From the New Zealand Herald:
The lying Mr Stanley, I presume
By Vanessa Thorpe
LONDON – “Doctor Livingstone, I presume.”
Four words that made the explorer Henry Stanley enduringly famous but unfortunately it looks as if he never said them.
An exhaustive study of Stanley’s life to be published next month contains new evidence about the first meeting in Africa between the lost missionary Dr David Livingstone, and Stanley, the adventurer who had spent two years looking for him.
They met in 1871 in Ujiji, now in Tanzania, but the initial account in Stanley’s diary of the moment when he spotted Livingstone just refers to “a pale-looking white man in a faded blue cap”.
The following two pages have been ripped from the book.
“Stanley told lies, that is the problem,” said author Tim Jeal. “And a liar can never subsequently tell the truth.”
Jeal’s new biography, Stanley: The Impossible Life of Africa’s Greatest Explorer is not an attempt to pull down the reputation of its subject.
“He was [Britain’s] greatest land explorer and I can say that as I am Livingstone’s biographer too. The essential picture of Stanley is wrong.
“It is sad and ridiculous that this inane comment is known by millions, whereas his work as an explorer and cartographer … has been forgotten.”
Stanley was born John Rowlands in Denbigh, Wales, in 1841, but he later faked an American parentage.
It was, according to Jeal, the first of many fabrications he put together.
Jeal reveals that Stanley was impressed by the tight-lipped Englishness of Army officers, and he loved an anecdote about two gentlemen who had passed each other in the wilds of Palestine and merely lifted their caps to each other.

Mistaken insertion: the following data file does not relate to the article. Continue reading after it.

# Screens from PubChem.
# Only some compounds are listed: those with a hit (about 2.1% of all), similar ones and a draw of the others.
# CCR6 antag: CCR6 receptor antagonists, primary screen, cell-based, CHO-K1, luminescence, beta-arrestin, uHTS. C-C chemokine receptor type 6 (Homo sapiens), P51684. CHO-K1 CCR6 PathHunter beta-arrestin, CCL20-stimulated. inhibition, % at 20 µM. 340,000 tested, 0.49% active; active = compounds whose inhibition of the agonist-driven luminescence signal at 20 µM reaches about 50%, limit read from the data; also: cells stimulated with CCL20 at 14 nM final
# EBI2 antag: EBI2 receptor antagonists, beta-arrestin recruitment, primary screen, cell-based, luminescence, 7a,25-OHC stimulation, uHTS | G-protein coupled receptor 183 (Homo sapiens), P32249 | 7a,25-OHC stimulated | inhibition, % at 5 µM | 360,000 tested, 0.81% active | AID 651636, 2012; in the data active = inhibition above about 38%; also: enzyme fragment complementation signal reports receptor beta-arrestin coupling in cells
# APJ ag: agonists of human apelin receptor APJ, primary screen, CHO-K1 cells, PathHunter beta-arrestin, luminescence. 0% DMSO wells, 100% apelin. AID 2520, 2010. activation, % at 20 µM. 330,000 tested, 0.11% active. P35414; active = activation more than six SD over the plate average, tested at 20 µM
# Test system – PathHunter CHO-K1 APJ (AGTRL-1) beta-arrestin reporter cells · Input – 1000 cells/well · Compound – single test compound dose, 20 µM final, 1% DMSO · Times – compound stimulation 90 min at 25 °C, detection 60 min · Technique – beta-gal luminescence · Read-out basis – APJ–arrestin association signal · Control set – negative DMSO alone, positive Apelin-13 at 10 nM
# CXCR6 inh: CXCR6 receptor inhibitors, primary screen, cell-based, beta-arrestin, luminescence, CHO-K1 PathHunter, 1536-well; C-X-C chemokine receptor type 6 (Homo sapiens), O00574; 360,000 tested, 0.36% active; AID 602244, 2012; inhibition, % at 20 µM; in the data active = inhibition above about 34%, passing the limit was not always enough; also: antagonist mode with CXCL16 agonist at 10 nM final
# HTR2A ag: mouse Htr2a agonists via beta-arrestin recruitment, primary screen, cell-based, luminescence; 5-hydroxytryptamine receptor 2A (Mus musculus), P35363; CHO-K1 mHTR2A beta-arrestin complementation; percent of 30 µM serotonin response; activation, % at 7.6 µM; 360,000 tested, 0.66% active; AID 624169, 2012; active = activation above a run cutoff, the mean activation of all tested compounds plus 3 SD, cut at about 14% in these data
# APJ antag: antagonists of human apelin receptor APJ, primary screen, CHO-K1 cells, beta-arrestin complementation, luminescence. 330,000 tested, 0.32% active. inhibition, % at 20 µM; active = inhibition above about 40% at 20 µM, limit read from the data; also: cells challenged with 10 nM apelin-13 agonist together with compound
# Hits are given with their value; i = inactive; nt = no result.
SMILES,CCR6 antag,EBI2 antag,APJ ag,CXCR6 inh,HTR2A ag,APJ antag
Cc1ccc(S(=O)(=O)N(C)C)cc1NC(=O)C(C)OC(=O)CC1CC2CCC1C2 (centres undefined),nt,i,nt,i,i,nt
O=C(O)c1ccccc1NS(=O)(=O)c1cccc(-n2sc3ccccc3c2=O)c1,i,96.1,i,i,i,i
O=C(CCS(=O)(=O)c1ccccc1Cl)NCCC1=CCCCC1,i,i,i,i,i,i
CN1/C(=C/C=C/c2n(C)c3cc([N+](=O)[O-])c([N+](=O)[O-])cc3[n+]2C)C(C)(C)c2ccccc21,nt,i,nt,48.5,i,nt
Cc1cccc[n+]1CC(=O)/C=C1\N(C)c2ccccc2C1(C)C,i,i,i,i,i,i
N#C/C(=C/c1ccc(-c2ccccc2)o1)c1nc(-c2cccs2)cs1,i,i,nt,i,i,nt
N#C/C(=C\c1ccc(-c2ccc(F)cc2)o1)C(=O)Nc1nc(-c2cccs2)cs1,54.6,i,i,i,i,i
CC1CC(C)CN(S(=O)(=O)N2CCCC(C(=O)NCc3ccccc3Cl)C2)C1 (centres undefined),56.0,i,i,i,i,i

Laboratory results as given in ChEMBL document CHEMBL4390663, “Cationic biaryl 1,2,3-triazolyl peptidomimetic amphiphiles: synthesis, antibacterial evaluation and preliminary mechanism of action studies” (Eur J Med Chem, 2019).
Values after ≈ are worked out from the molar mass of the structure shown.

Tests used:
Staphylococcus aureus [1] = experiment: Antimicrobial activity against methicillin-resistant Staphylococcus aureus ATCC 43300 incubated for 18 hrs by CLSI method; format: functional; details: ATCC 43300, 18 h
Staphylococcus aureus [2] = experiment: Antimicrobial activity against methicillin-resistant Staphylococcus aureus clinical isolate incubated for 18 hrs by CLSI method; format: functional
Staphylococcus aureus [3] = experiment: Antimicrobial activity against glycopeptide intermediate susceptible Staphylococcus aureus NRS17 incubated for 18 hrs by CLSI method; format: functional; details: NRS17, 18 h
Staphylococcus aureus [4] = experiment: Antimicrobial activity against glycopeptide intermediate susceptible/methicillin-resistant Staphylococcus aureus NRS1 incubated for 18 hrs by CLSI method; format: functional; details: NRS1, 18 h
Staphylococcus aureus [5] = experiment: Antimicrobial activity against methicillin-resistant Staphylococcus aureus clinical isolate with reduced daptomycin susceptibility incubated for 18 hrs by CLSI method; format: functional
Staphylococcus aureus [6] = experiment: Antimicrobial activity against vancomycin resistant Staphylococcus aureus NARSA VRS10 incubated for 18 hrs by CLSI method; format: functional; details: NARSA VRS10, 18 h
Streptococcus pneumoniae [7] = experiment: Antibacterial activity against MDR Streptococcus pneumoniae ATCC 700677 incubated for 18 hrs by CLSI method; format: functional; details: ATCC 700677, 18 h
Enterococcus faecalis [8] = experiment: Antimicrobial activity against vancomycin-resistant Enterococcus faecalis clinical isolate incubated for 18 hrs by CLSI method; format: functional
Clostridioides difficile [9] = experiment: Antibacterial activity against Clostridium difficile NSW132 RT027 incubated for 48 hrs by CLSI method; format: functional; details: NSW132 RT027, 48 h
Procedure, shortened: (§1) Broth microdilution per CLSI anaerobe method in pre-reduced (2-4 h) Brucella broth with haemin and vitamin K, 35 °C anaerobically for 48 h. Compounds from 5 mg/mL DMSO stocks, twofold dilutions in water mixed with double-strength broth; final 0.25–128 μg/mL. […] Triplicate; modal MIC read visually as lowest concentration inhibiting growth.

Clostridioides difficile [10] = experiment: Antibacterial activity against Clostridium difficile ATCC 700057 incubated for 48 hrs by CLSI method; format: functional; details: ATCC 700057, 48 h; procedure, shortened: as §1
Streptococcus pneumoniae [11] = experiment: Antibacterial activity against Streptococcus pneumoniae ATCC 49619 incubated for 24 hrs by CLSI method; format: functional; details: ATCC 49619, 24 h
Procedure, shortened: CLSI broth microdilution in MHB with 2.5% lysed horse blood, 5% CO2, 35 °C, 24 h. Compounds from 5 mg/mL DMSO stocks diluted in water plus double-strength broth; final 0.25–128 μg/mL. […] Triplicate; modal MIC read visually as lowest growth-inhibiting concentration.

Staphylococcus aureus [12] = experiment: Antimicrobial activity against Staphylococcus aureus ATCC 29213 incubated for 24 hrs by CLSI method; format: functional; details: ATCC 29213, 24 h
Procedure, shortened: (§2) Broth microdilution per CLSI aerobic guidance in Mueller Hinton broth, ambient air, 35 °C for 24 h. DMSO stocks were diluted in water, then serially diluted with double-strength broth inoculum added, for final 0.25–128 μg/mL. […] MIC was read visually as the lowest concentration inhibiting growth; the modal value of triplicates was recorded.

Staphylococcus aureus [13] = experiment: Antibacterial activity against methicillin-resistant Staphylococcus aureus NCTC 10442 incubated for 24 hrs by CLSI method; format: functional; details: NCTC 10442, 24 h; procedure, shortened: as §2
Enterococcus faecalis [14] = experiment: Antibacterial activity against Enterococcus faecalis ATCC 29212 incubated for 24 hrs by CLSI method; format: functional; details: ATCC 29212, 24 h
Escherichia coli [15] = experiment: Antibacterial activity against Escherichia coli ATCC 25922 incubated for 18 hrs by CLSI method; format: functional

As a result he invented the famous phrase about his meeting with Livingstone, having asked himself: “What would a gent have said?”
Jeal is convinced that, because the remark became so well known, Stanley was forced to conceal traces of an earlier, honest story.
The phrase, which is so perfectly English and yet so inappropriately proper, first appeared in print when Stanley wrote of the encounter for the New York Herald 135 years ago.
Jeal is sceptical. “Why else did he tear up those pages?” he argues it was Stanley’s “old insecurity about his background that led him to invent it”.
As Livingstone’s biographer 30 years ago, Jeal noticed that, while Stanley’s papers often refer to the phrase “Dr Livingstone, I presume”, Livingstone’s journals do not mention it.
Instead the doctor tends to recount the reaction of his servant, Susi, who cried to Livingstone: “An Englishman coming! I see him!”
So, lying was certainly not the only problem with Stanley.
The David Livingstone Spectral Imaging Project is a collaborative, international effort to use spectral imaging technology and digital publishing to make available a series of faded, illegible texts produced by the famous Victorian explorer when stranded without ink or writing paper in Central Africa: here.